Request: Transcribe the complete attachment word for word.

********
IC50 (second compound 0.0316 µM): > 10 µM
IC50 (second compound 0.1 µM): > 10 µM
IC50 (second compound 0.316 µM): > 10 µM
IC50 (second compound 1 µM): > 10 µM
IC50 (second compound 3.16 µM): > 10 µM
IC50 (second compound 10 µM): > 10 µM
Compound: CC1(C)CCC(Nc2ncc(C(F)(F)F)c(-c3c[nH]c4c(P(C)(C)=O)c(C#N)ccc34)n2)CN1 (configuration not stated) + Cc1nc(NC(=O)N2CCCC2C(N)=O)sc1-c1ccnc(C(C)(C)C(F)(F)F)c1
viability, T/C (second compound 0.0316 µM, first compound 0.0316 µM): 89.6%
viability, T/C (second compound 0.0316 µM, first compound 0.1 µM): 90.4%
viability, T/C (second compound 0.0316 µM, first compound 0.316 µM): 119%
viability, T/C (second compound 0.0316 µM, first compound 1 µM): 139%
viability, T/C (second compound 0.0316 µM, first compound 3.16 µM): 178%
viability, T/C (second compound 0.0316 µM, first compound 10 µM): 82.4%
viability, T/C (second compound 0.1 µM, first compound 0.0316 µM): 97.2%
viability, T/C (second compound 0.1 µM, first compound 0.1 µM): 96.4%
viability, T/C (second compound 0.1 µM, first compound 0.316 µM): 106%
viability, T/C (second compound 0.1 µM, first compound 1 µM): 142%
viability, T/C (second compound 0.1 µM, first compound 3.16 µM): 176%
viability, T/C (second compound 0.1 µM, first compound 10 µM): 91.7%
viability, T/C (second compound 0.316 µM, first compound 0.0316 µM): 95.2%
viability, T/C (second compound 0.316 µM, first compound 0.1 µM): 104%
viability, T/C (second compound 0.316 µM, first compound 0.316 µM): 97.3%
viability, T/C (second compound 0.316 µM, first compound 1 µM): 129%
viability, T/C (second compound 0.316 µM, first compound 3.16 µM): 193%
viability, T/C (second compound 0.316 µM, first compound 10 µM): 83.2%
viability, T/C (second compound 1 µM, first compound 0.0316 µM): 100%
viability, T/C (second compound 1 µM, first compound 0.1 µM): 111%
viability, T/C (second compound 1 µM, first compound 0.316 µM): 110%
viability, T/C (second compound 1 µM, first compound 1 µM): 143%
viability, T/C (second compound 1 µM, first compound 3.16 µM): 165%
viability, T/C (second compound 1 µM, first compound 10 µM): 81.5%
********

IC50 (second compound 0.0316 µM): > 10 µM
IC50 (second compound 0.1 µM): > 10 µM
IC50 (second compound 0.316 µM): > 10 µM
IC50 (second compound 1 µM): > 10 µM
IC50 (second compound 3.16 µM): > 10 µM
IC50 (second compound 10 µM): > 10 µM
Compound: CC1(C)CCC(Nc2ncc(C(F)(F)F)c(-c3c[nH]c4c(P(C)(C)=O)c(C#N)ccc34)n2)CN1 (configuration not stated) + Cc1nc(NC(=O)N2CCCC2C(N)=O)sc1-c1ccnc(C(C)(C)C(F)(F)F)c1
viability, T/C (second compound 0.0316 µM, first compound 0.0316 µM): 89.6%
viability, T/C (second compound 0.0316 µM, first compound 0.1 µM): 90.4%
viability, T/C (second compound 0.0316 µM, first compound 0.316 µM): 119%
viability, T/C (second compound 0.0316 µM, first compound 1 µM): 139%
viability, T/C (second compound 0.0316 µM, first compound 3.16 µM): 178%
viability, T/C (second compound 0.0316 µM, first compound 10 µM): 82.4%
viability, T/C (second compound 0.1 µM, first compound 0.0316 µM): 97.2%
viability, T/C (second compound 0.1 µM, first compound 0.1 µM): 96.4%
viability, T/C (second compound 0.1 µM, first compound 0.316 µM): 106%
viability, T/C (second compound 0.1 µM, first compound 1 µM): 142%
viability, T/C (second compound 0.1 µM, first compound 3.16 µM): 176%
viability, T/C (second compound 0.1 µM, first compound 10 µM): 91.7%
viability, T/C (second compound 0.316 µM, first compound 0.0316 µM): 95.2%
viability, T/C (second compound 0.316 µM, first compound 0.1 µM): 104%
viability, T/C (second compound 0.316 µM, first compound 0.316 µM): 97.3%
viability, T/C (second compound 0.316 µM, first compound 1 µM): 129%
viability, T/C (second compound 0.316 µM, first compound 3.16 µM): 193%
viability, T/C (second compound 0.316 µM, first compound 10 µM): 83.2%
viability, T/C (second compound 1 µM, first compound 0.0316 µM): 100%
viability, T/C (second compound 1 µM, first compound 0.1 µM): 111%
viability, T/C (second compound 1 µM, first compound 0.316 µM): 110%
viability, T/C (second compound 1 µM, first compound 1 µM): 143%
viability, T/C (second compound 1 µM, first compound 3.16 µM): 165%
viability, T/C (second compound 1 µM, first compound 10 µM): 81.5%